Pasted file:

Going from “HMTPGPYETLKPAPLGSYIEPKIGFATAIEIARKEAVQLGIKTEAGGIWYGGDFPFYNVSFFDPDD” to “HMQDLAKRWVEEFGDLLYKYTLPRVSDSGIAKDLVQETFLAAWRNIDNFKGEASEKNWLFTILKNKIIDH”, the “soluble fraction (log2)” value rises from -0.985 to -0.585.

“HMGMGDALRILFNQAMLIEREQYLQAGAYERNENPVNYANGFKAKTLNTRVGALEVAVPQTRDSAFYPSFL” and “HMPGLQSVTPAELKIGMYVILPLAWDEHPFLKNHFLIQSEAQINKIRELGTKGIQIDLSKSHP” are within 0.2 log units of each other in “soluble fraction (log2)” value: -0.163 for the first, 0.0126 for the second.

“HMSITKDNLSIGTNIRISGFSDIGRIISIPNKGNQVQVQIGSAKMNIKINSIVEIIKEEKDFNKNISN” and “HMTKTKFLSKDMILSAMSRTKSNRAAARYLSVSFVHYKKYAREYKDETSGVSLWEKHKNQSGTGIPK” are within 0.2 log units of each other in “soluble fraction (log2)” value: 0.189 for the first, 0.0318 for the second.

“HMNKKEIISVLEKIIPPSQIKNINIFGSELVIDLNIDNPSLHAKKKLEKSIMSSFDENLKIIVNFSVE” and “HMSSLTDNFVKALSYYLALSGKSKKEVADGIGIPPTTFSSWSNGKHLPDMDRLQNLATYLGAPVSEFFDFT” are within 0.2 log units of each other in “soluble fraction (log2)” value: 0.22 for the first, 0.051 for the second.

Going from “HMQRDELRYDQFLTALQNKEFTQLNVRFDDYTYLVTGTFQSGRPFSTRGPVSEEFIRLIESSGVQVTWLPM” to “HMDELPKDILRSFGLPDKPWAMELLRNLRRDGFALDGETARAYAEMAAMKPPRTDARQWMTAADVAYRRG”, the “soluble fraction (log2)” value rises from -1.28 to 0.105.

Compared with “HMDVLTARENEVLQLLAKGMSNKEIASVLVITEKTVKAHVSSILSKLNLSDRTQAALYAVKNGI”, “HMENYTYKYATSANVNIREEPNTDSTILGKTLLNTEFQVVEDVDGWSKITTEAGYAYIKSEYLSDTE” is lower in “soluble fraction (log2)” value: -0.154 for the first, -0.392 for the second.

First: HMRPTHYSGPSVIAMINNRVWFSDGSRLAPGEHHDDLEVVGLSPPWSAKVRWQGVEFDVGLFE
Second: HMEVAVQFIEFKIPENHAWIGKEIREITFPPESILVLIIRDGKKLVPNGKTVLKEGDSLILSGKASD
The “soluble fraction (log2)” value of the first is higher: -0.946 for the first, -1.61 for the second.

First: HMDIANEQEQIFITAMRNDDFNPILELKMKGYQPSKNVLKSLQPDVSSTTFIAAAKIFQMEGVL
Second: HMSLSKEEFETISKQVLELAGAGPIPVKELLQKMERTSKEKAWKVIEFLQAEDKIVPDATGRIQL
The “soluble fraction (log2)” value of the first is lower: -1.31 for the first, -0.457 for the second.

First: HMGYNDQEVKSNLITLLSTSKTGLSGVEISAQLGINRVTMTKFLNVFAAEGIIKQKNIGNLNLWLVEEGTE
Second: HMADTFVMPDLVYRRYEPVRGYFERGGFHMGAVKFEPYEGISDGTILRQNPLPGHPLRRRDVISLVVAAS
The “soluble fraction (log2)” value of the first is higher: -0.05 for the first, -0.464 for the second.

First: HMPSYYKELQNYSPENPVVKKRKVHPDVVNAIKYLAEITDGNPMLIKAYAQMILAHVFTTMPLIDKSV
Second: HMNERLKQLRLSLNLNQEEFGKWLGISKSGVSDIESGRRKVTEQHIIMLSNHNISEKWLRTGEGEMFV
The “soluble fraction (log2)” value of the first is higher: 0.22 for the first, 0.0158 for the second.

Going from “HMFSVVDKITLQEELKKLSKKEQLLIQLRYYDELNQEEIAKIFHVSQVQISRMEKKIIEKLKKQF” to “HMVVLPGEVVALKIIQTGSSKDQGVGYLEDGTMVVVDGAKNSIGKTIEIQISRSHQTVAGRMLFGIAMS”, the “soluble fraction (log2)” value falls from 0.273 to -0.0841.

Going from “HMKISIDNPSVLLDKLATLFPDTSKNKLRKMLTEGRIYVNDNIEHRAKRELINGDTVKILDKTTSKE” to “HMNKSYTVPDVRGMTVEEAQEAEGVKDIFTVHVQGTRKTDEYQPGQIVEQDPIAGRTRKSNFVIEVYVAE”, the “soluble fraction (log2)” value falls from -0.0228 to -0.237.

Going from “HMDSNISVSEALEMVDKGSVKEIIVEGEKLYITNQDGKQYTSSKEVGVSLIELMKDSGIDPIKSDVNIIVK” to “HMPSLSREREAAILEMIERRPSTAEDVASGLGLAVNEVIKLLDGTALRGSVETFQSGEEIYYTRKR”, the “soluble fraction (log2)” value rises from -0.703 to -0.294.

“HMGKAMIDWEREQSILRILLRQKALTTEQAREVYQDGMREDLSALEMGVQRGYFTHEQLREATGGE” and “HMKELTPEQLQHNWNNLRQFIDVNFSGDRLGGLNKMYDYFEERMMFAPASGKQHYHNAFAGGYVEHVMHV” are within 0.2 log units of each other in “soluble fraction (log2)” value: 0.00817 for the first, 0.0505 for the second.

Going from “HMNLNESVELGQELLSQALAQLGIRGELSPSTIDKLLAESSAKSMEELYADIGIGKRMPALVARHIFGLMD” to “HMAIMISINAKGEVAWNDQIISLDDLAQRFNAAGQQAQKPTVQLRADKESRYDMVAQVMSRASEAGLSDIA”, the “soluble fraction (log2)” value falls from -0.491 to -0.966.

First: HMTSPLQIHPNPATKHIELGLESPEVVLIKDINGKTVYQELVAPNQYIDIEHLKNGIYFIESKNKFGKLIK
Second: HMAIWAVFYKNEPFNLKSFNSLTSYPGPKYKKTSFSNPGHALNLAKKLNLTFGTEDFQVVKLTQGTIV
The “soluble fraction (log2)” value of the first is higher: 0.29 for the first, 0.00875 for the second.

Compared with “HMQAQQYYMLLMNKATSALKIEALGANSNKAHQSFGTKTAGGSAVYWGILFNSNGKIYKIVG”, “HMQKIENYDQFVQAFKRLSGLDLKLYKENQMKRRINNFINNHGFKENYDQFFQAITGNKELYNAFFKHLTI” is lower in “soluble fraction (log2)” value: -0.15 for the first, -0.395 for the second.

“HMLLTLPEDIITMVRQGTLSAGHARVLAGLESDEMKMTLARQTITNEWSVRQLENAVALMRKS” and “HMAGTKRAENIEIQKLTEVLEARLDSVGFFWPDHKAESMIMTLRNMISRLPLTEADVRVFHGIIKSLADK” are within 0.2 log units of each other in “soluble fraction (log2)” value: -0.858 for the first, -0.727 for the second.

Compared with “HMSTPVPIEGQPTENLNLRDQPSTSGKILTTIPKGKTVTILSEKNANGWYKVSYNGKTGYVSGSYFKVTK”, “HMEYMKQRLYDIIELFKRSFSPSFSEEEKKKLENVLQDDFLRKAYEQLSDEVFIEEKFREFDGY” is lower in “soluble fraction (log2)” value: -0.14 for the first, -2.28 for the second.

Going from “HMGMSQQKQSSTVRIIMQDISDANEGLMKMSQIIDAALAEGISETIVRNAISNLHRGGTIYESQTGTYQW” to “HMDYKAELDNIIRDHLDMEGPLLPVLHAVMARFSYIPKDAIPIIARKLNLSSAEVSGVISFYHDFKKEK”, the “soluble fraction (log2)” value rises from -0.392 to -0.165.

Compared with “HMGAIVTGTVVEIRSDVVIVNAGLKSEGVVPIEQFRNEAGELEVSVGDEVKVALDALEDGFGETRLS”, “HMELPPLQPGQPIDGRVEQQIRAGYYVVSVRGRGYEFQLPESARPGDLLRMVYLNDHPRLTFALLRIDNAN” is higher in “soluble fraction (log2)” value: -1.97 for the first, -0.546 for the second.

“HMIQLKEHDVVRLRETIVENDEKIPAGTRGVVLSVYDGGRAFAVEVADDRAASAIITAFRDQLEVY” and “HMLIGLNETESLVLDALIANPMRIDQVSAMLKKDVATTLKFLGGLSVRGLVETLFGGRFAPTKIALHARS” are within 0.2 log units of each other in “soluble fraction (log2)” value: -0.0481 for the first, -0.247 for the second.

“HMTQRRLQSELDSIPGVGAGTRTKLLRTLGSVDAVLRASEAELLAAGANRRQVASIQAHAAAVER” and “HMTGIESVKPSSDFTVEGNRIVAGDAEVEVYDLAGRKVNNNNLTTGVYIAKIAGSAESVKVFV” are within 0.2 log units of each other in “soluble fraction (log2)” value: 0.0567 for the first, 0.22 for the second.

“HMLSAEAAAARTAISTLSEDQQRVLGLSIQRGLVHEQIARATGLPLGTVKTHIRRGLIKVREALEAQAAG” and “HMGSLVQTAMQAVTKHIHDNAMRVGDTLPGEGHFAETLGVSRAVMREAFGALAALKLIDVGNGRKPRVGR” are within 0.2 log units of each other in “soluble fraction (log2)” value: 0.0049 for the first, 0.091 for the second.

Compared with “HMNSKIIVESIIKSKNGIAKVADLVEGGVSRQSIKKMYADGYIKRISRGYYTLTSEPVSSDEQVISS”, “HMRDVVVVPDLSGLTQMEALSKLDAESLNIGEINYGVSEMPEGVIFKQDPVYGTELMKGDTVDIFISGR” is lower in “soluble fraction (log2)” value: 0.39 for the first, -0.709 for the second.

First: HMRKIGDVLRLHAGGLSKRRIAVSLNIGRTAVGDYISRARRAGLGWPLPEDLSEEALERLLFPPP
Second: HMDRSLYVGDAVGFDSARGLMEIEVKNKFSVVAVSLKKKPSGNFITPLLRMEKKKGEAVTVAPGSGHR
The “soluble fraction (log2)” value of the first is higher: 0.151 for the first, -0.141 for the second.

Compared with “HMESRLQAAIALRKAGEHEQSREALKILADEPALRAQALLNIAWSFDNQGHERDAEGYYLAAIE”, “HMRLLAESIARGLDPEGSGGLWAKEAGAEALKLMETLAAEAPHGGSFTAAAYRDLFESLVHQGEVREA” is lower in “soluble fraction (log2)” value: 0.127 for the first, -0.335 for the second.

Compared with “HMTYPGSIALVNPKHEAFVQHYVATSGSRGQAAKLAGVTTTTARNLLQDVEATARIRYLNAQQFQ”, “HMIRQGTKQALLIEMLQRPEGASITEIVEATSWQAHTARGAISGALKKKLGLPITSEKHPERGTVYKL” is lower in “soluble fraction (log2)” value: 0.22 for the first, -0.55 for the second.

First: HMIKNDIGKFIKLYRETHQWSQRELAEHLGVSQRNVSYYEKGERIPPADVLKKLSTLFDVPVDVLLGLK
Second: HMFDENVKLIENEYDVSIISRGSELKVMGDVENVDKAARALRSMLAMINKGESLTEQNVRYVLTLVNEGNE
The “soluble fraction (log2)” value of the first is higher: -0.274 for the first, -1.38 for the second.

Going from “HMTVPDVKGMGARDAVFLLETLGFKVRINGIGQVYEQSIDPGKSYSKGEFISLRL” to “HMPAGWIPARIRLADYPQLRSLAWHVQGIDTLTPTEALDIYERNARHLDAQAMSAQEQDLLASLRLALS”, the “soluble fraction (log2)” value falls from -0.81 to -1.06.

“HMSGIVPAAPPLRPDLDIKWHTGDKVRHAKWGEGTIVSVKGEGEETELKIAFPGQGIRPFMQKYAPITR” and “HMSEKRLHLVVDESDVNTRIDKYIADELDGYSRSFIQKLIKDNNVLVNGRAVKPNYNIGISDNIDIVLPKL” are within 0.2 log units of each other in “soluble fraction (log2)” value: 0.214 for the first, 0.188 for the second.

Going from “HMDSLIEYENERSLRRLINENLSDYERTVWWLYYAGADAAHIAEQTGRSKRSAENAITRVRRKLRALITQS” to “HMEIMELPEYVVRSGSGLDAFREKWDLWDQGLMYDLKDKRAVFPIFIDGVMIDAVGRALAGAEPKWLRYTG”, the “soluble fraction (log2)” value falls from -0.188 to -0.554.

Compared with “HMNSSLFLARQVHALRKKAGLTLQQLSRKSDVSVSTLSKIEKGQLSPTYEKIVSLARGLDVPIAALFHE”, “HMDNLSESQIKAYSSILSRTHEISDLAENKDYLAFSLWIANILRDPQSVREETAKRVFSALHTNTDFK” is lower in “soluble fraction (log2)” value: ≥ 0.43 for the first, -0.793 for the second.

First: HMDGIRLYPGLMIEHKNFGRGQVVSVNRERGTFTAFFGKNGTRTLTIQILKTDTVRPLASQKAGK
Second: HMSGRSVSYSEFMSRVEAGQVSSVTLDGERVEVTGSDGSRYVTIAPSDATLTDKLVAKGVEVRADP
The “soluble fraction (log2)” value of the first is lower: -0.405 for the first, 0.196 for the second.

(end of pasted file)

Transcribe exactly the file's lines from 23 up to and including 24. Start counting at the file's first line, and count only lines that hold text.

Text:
Going from “HMNLNESVELGQELLSQALAQLGIRGELSPSTIDKLLAESSAKSMEELYADIGIGKRMPALVARHIFGLMD” to “HMAIMISINAKGEVAWNDQIISLDDLAQRFNAAGQQAQKPTVQLRADKESRYDMVAQVMSRASEAGLSDIA”, the “soluble fraction (log2)” value falls from -0.491 to -0.966.

First: HMTSPLQIHPNPATKHIELGLESPEVVLIKDINGKTVYQELVAPNQYIDIEHLKNGIYFIESKNKFGKLIK